When Blue Card Services (BCS) rejected Jacqui’s application due to her past criminal history, pro bono volunteers with our QCAT service helped Jacqui apply for review of BCS’ decision. A LawRight member firm and barrister provided ongoing representation to help Jacqui prepare evidence and participate in a compulsory conference. BCS was ordered to reconsider its decision but decided to maintain its refusal. However, six days before the final QCAT hearing, BCS again reconsidered its decision and this time, issued Jacqui with a Blue Card.

This seems a good outcome, but it was 1,007 days from when Jacqui applied for a Blue Card to when she was issued with one – a process that takes most people just a few months. LawRight considers there are structural and individual inequalities in both the extent of these delays and the reasons Blue Card provides for making their decisions.

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Dennis' Story

Dennis’ Story

While Rheumatic Heart Disease (RHD) has been eliminated from most Australian cities, the rates of RHD in Aboriginal and Torres Strait Islander communities are equivalent to developing nations. Comorbidities of chronic health and mental health conditions are common amongst our First Nation clients.

Dennis has acute RHD, as well as a 20-year history of multiple admissions to psychiatric hospitals. Increased support from a medium secure health facility has helped Dennis remain stable for several years, despite significant Sorry Business happening in that time with the loss of both his parents. Dennis was unable to attend either funeral as he was detained in hospital away from his hometown. He has demonstrated considerable will power to recently overcome drug addictions that started as a teenager.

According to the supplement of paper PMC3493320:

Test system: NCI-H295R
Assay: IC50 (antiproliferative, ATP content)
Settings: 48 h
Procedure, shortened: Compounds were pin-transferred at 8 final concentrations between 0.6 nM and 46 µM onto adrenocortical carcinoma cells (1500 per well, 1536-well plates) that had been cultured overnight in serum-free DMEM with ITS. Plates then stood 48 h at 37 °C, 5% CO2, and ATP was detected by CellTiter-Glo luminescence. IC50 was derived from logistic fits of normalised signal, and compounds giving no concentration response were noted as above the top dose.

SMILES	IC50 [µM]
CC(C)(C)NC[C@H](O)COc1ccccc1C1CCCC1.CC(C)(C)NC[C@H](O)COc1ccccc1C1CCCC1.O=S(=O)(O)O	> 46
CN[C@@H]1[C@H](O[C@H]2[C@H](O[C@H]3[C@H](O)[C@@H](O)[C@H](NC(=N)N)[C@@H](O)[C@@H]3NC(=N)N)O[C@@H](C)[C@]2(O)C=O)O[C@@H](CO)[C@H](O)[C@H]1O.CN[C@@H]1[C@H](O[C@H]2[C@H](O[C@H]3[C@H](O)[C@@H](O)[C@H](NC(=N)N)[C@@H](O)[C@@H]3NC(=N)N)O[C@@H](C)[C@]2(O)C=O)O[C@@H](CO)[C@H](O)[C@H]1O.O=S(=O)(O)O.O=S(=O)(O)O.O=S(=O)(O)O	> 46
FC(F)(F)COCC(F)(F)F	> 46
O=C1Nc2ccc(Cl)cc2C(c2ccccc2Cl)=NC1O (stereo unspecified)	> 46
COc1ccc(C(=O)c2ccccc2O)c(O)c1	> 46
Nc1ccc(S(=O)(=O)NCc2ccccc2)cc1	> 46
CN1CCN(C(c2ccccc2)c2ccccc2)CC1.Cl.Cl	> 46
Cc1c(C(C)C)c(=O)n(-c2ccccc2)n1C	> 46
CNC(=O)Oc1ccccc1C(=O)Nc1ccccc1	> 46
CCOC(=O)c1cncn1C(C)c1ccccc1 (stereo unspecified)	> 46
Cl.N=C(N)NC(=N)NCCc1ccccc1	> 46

LawRight has supported Dennis through several hearings. We helped his treating team convince the Tribunal that Dennis no longer needed an inpatient Forensic Order, despite the intensive support he relies on for his physical and mental health. The crux of our argument rested on section 28 of the Human Rights Act 2019. We argued that continuing to be held as an inpatient in a large city away from his country and community was an unreasonable restriction of Dennis’s right as an Aboriginal man to maintain his identity, cultural heritage, and kinship ties. The change to community category means that Dennis can move back to his hometown to spend time with his family on Country, which is increasingly important as his life expectancy is now measured in months.